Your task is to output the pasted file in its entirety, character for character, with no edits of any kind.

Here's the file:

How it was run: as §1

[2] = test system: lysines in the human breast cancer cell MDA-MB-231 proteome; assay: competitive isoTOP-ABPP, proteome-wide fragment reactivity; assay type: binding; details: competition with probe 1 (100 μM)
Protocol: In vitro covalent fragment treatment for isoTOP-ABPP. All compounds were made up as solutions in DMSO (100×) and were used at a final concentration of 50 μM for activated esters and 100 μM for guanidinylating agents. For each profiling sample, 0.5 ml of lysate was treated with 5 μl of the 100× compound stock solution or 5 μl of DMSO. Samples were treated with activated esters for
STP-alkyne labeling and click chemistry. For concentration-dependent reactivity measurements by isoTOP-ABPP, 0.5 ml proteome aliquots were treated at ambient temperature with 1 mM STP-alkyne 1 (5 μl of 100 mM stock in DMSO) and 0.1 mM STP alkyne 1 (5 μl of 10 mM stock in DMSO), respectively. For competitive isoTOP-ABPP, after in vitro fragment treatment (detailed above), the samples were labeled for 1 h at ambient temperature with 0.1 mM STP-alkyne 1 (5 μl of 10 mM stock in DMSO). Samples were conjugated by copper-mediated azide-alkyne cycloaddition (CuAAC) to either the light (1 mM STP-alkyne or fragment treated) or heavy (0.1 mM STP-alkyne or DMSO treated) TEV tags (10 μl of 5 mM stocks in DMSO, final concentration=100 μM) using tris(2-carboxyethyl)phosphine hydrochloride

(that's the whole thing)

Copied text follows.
How it was run: as §1

[2] = test system: lysines in the human breast cancer cell MDA-MB-231 proteome; assay: competitive isoTOP-ABPP, proteome-wide fragment reactivity; assay type: binding; details: competition with probe 1 (100 μM)
Protocol: In vitro covalent fragment treatment for isoTOP-ABPP. All compounds were made up as solutions in DMSO (100×) and were used at a final concentration of 50 μM for activated esters and 100 μM for guanidinylating agents. For each profiling sample, 0.5 ml of lysate was treated with 5 μl of the 100× compound stock solution or 5 μl of DMSO. Samples were treated with activated esters for
STP-alkyne labeling and click chemistry. For concentration-dependent reactivity measurements by isoTOP-ABPP, 0.5 ml proteome aliquots were treated at ambient temperature with 1 mM STP-alkyne 1 (5 μl of 100 mM stock in DMSO) and 0.1 mM STP alkyne 1 (5 μl of 10 mM stock in DMSO), respectively. For competitive isoTOP-ABPP, after in vitro fragment treatment (detailed above), the samples were labeled for 1 h at ambient temperature with 0.1 mM STP-alkyne 1 (5 μl of 10 mM stock in DMSO). Samples were conjugated by copper-mediated azide-alkyne cycloaddition (CuAAC) to either the light (1 mM STP-alkyne or fragment treated) or heavy (0.1 mM STP-alkyne or DMSO treated) TEV tags (10 μl of 5 mM stocks in DMSO, final concentration=100 μM) using tris(2-carboxyethyl)phosphine hydrochloride